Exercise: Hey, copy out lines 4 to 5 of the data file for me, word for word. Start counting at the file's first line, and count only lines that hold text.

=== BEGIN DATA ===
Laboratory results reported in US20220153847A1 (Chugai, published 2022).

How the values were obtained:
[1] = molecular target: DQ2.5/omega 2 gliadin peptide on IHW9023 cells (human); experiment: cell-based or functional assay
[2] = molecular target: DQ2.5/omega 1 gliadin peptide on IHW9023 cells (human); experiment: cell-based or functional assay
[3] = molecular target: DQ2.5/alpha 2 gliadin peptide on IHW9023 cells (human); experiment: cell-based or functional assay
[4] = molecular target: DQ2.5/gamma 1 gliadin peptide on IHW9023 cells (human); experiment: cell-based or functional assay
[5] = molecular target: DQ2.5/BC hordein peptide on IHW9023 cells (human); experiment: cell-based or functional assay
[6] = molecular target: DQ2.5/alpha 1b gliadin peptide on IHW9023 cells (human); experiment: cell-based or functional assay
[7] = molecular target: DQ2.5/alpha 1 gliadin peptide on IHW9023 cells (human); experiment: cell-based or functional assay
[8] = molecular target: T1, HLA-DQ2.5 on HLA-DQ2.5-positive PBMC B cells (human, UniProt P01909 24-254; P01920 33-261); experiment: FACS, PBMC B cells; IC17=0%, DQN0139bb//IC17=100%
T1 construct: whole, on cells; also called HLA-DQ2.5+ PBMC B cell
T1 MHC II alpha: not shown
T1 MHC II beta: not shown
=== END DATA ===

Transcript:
[2] = molecular target: DQ2.5/omega 1 gliadin peptide on IHW9023 cells (human); experiment: cell-based or functional assay
[3] = molecular target: DQ2.5/alpha 2 gliadin peptide on IHW9023 cells (human); experiment: cell-based or functional assay